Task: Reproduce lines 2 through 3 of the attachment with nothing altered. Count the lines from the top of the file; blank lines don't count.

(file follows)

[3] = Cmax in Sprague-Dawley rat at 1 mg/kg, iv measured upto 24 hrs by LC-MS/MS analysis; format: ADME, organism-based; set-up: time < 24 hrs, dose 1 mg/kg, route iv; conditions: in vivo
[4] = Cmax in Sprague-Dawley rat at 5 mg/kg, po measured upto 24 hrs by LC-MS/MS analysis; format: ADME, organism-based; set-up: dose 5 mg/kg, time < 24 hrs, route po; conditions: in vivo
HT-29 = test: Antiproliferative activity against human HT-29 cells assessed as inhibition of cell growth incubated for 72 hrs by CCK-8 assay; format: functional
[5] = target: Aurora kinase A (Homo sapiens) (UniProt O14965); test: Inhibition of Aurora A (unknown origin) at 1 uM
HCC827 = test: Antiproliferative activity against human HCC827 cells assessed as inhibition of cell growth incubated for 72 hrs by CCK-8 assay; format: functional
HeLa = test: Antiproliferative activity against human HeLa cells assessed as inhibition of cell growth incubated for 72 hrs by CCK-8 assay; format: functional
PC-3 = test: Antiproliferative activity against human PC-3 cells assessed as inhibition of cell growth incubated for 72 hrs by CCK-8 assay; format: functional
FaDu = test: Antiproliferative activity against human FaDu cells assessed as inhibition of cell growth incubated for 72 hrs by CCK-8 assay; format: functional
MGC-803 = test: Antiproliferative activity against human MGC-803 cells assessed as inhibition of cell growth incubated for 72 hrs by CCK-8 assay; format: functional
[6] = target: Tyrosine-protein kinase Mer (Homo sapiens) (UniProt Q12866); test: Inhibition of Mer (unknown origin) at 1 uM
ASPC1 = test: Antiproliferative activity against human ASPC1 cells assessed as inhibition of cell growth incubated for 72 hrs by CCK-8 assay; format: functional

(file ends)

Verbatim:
[4] = Cmax in Sprague-Dawley rat at 5 mg/kg, po measured upto 24 hrs by LC-MS/MS analysis; format: ADME, organism-based; set-up: dose 5 mg/kg, time < 24 hrs, route po; conditions: in vivo
HT-29 = test: Antiproliferative activity against human HT-29 cells assessed as inhibition of cell growth incubated for 72 hrs by CCK-8 assay; format: functional